The Year in Review: B.Y.U. (10-3, 0-0)
By Paul Myerberg // Feb 2, 2012
The suspicion was there in October and November, but it didn’t become official until Riley Nelson duped Tulsa, Dan Marino-style, late in the fourth quarter of December’s Armed Forces Bowl. Then it was official: Nelson’s become a legend. Not quite a Ty Detmer-level legend, mind you; Detmer was legendary, and there’s a difference. Nelson’s a legend in the Merriam-Webster definition of the word, third from the top: “a popular myth of recent origin.” Popular? Nelson’s popularity is off the charts in Provo, thanks to the way he put B.Y.U. on his shoulders and carried it to a 10-win season despite a horribly disappointing start. Mythical? Nelson wasn’t due to see the field at all, so the idea that he’d be the point man behind the Cougars’ second-half climb .
Nelson’s ascension — or return — to the starting role was one of the most pleasant surprises of the 2011 season. It was also one of the most-needed developments experienced by any team last fall, right alongside Mike Glennon’s ability to weather the storm as a first-year starter at N.C. State.
Nelson had his shot, some thought as the Cougars prepared for September, and didn’t make the most of it. He was proclaimed the starter heading into 2010, only to lose his spot to ballyhooed true freshman Jake Heaps after an abysmal performance in an early-season loss to Air Force. Heading into last September, Nelson was worse than an afterthought; with Heaps in the fold, Nelson may very well have never seen the field again.
But a funny thing happened on the road to the Heisman: Heaps struggled. And not just the sort of sophomore slump that bites a few highly-touted quarterbacks, but the sort of struggles that lead a coaching staff to question whether their future star is either a star or a significant part of the program’s future. Credit should go to Bronco Mendenhall for having the intestinal fortitude to make the move back to Nelson, knowing that drastic measures might lead to a permanently-damaged sophomore quarterback.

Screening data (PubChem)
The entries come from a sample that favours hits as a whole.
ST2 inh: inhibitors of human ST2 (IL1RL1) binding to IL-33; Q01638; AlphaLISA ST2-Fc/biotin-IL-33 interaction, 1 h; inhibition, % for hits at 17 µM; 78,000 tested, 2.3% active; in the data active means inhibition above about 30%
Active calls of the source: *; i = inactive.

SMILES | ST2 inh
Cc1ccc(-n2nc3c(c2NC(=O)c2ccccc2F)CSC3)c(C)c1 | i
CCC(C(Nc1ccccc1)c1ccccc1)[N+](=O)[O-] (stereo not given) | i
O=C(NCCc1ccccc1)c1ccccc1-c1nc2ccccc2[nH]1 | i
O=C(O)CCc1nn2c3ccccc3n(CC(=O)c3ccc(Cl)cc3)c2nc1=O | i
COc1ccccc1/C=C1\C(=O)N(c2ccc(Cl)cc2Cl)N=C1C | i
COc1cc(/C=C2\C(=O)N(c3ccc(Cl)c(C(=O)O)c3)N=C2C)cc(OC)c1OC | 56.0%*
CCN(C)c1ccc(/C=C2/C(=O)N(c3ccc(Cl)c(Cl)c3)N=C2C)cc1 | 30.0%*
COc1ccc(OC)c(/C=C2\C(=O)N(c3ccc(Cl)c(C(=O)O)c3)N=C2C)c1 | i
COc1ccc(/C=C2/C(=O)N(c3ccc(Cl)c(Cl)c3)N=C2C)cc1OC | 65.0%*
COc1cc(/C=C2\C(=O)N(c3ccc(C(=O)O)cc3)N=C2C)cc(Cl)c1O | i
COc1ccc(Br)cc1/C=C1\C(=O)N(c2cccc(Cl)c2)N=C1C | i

Nelson didn’t just handle the offense; he took it to another level. And he showed a flair for the dramatic, leading the Cougars to a last-second win over Utah State as Heaps’ replacement and winning six of his seven starts to end the season. That Nelson showed an ability to lead the Cougars’ offense was vital for three key reasons:
1. The quarterback position is no longer a concern in 2012. Let’s say Mendenhall sticks with Heaps, and the sophomore continues to struggle completing against adequate competition. What does that say about the offense this fall? There’d be hopes that Heaps’ light would turn on, but no numbers — or game film — to truly prove that point. Now, with Nelson back for his senior season, a position of concern becomes one of strength.
2. The Heaps melodrama is over. Heaps transferred after the end of the season, eventually heading to Charlie Weis and Kansas; for now, he’s projected to be the Jayhawks’ starter in 2013. But after that transfer was complete, reports began to surface that Heaps’ relationship with Mendenhall’s offensive assistants had deteriorated to the point where, quite simply, there was no relationship at all. Being able to bid the former five star goodbye was made easier by Nelson’s solid season.
3. The offense now has an identity. This isn’t a B.Y.U. offense of old, with a strong, accurate quarterback slinging the ball out of multiple-receiver sets. But the offense is still very much quarterback-centric, merely in a different fashion. On the vast majority of snaps, the offense goes directly through Nelson; whether passing or tucking it down outside the pocket, Nelson is the lifeblood of B.Y.U.’s offensive attack. He needs help in the running game, but the Cougars trust Nelson to make the right decision — and he often does.